Wired In: Danny Gardner


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Each week, staff writer Paul Wood talks with a high-tech difference-maker. This week, meet University of Illinois graduate DANNY GARDNER, 23, the CEO of Mesh++, a Champaign startup that aims to expand Wi-Fi connectivity using solar power. His company won several awards at the University of Illinois and is exploding worldwide. It has operated out of Shenzhen, China, at the HAX Accelerator, the world's first and largest hardware startup accelerator.

What is your university experience?

I am 23. I completed my bachelor's in electrical engineering from the UI in 2017, minoring in physics and was part of the Hoeft Technology and Management project.

Tell us about how Mesh++ got started.

Mesh++ started as my electrical and computer engineering Senior Design project, aimed to bring internet access to remote areas by eliminating the infrastructure requirements. We were able to build a solar-powered mesh network around the engineering quad that hosted a distributed copy of Wikipedia. Unfortunately it was very slow and had poor mesh networking performance, so following that semester we explored how to solve the problem of connectivity in more advanced ways. Our more recent tech solves the same problem in a more commercially viable (scalable and high-throughput) way.

Who else is on your team?

Our team has grown to seven in the past few months. In Chicago, Oluseun Arowolaju, also from the Ul, manages sales and HR. Sharan Huggi writes our key firmware. Xi Chen handles front-end radio drivers. Venkat Chimata implements development builds. In Shenzhen, China, Daniel Qin supervises manufacturing and Edward Cheung designs cloud management software.

How do you manage Wi-Fi, even in public parks?

We install lightweight solar-powered access points on top of lamp posts or other structures, to minimize the cost of installation (and any interaction with electrical work, cable trenching, etc.).

Sounds like you'd be putting ethernet and other technologies out of business.

Ethernet is still king in most places, although fiber and Wi-Fi are closing in from the top and bottom, respectively. Our solution is best with even coverage in a large outdoor space, where trenching cable is very expensive; or a temporary event where laying cable is labor intensive. Our tech is pretty great but not a panacea! Even within mesh networks, there are many different protocols and trying to meet the demands of all use-cases doesn't end well.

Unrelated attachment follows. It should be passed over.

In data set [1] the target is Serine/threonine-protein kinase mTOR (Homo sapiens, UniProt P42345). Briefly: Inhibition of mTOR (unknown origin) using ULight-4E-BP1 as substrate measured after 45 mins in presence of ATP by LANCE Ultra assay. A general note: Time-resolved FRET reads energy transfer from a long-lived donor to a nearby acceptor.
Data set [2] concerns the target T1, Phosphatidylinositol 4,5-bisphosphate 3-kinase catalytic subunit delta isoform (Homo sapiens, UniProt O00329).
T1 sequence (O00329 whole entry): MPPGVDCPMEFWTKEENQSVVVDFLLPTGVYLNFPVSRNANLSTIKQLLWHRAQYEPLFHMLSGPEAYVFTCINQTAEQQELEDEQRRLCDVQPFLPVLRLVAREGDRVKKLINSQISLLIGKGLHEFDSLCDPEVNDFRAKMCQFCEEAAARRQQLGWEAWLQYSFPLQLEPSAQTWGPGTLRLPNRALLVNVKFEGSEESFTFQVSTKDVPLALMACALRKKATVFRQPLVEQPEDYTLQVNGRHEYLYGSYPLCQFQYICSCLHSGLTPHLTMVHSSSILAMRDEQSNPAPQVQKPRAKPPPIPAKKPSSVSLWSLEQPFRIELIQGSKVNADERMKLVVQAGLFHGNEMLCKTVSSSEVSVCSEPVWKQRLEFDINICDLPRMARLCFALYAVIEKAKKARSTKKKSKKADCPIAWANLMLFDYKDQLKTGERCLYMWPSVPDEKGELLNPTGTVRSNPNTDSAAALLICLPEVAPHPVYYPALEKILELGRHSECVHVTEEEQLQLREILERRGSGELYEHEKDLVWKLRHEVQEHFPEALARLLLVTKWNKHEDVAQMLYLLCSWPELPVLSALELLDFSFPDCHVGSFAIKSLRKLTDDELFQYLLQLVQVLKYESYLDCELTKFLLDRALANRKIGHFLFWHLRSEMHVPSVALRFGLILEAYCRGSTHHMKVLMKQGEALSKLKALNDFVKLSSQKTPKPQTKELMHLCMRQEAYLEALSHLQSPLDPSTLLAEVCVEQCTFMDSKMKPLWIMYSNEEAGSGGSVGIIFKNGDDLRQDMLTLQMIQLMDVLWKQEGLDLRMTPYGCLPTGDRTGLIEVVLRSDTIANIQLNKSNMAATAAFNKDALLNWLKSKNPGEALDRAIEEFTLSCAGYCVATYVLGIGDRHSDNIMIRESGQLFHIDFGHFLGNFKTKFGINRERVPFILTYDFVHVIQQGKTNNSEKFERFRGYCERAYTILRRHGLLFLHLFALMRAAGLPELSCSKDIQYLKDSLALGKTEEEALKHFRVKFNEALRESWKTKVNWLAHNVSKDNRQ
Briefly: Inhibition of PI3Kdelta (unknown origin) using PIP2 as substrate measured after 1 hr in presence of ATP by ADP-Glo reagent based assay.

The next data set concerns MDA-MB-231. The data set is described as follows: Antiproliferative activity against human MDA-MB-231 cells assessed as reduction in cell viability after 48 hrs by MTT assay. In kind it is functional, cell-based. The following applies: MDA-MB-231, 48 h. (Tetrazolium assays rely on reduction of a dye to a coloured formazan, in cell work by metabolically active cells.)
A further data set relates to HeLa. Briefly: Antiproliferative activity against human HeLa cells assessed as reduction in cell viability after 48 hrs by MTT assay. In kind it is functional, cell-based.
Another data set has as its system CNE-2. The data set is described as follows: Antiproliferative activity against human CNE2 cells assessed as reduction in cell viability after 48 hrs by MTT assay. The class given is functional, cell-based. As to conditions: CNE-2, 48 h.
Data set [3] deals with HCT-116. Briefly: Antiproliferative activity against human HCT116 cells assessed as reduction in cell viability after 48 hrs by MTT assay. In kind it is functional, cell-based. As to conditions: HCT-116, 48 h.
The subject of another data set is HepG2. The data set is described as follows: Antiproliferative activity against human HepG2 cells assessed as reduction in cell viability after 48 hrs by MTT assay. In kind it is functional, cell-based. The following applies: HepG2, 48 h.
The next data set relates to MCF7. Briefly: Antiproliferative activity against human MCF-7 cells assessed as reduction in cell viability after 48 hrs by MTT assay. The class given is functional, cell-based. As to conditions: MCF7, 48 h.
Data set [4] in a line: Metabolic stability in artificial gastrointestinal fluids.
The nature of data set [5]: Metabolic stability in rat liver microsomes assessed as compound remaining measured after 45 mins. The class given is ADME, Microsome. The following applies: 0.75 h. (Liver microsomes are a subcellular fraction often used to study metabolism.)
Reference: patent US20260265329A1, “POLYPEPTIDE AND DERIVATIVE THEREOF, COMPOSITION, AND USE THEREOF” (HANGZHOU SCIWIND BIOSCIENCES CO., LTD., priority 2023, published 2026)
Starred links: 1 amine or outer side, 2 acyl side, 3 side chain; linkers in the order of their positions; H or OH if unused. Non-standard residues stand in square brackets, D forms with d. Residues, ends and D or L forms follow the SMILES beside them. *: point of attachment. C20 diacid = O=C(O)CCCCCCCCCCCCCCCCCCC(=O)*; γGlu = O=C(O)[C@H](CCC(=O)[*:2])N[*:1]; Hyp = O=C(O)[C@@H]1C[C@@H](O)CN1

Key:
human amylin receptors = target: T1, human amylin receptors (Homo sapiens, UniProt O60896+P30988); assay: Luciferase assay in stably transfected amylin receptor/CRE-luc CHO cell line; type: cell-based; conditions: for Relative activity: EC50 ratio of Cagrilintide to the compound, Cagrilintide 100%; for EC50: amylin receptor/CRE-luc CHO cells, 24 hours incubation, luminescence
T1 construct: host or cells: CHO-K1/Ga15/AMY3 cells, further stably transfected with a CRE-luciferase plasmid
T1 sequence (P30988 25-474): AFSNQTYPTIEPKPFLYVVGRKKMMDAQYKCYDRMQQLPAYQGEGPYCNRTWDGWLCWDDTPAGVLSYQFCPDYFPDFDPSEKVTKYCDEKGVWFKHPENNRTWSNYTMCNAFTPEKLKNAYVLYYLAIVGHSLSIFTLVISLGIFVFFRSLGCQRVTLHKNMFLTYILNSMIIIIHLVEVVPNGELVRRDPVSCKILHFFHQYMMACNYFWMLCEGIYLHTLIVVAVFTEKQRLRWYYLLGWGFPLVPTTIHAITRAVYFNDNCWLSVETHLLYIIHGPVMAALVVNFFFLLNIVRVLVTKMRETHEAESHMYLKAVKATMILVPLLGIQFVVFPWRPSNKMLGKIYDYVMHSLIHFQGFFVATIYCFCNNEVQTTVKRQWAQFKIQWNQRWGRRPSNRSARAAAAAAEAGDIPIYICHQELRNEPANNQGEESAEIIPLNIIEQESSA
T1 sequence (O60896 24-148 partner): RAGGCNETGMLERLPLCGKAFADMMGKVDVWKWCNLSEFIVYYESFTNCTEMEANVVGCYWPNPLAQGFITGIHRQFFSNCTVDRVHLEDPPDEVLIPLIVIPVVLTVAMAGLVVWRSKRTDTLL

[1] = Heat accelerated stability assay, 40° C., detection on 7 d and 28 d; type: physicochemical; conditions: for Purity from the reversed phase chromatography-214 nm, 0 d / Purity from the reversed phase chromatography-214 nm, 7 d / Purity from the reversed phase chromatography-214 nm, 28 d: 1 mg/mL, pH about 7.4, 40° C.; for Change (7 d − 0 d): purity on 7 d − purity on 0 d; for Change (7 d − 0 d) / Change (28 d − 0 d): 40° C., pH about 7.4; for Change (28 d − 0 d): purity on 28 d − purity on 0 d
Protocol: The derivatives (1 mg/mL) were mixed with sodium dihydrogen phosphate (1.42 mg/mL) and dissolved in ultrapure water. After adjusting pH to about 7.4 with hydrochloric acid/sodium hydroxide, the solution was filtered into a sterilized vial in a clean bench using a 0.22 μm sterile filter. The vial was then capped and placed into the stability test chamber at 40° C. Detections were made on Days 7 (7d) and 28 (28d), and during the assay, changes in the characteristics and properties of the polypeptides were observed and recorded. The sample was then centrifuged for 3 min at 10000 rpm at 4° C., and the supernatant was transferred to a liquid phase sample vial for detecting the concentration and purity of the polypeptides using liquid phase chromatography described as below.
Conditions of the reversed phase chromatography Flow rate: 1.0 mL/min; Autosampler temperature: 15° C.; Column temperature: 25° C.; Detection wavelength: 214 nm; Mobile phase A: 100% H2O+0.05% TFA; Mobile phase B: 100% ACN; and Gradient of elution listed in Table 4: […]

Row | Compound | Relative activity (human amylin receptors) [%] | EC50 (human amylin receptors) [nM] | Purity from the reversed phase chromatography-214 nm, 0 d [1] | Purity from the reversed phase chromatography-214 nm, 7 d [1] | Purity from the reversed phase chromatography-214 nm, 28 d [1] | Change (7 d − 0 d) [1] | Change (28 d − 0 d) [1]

What do you do when you're not at Mesh++?

I hang out with my best pal, Hershey the dog. He's the brains behind Mesh++.

What's your best advice for someone who's starting up?

Take risks. Try everything. You'll fail 99.9 percent of the time and that's fine, everyone does. It's the 0.1 percent of marginal success that you'll slap on your LinkedIn profile and brag about to everyone with ears. Mistakes will get replaced with new, more spectacular blunders. Don't let them keep you from trying.

Did you ever make any mistakes that you learned from in your early years?

Heck yes. So many mistakes. Every mistake. If this is directed at me personally, I had a few experiments that went wrong and caused property damage, so I stick to safer electronics now. Within the company: we started with the intent of helping people, and profit came second. We were too idealistic.


Twitter, Facebook or LinkedIn profiles: twitter.com/meshplusplus, facebook.com/meshplusplus, linkedin.com/companies/meshplusplus.

Favorite app: WeChat

On Facebook I follow ... Exclusively bands from my post-hardcore phase in middle school. And maybe high school.

Book or Kindle? What are you reading right now? Online PDFs. Datasheets.

Do you have any wearable electronics? No, despite working on the Flex 2 and Ionic at Fitbit.

Do you have an entrepreneur hero? No, I have no idea what I'm doing.


Paul Wood is a reporter at The News-Gazette. His email is pwood@news-gazette.com, and you can follow him on Twitter (@pvawood).